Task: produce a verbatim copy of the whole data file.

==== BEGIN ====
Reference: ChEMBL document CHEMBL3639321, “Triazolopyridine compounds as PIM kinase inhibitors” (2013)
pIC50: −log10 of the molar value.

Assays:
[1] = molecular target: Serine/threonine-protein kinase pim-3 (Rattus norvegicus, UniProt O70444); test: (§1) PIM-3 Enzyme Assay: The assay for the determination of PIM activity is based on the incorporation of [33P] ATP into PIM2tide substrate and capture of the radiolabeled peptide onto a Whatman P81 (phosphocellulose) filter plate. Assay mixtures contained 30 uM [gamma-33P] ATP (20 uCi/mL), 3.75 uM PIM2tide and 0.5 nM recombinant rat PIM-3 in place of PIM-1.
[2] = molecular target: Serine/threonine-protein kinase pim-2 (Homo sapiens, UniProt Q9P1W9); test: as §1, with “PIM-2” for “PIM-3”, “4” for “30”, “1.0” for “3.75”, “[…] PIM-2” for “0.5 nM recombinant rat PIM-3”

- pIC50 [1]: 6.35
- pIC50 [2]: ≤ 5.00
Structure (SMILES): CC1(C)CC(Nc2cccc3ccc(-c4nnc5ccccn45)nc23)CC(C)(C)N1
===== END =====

Reference: ChEMBL document CHEMBL3639321, “Triazolopyridine compounds as PIM kinase inhibitors” (2013)
pIC50: −log10 of the molar value.

Assays:
[1] = molecular target: Serine/threonine-protein kinase pim-3 (Rattus norvegicus, UniProt O70444); test: (§1) PIM-3 Enzyme Assay: The assay for the determination of PIM activity is based on the incorporation of [33P] ATP into PIM2tide substrate and capture of the radiolabeled peptide onto a Whatman P81 (phosphocellulose) filter plate. Assay mixtures contained 30 uM [gamma-33P] ATP (20 uCi/mL), 3.75 uM PIM2tide and 0.5 nM recombinant rat PIM-3 in place of PIM-1.
[2] = molecular target: Serine/threonine-protein kinase pim-2 (Homo sapiens, UniProt Q9P1W9); test: as §1, with “PIM-2” for “PIM-3”, “4” for “30”, “1.0” for “3.75”, “[…] PIM-2” for “0.5 nM recombinant rat PIM-3”

- pIC50 [1]: 6.35
- pIC50 [2]: ≤ 5.00
Structure (SMILES): CC1(C)CC(Nc2cccc3ccc(-c4nnc5ccccn45)nc23)CC(C)(C)N1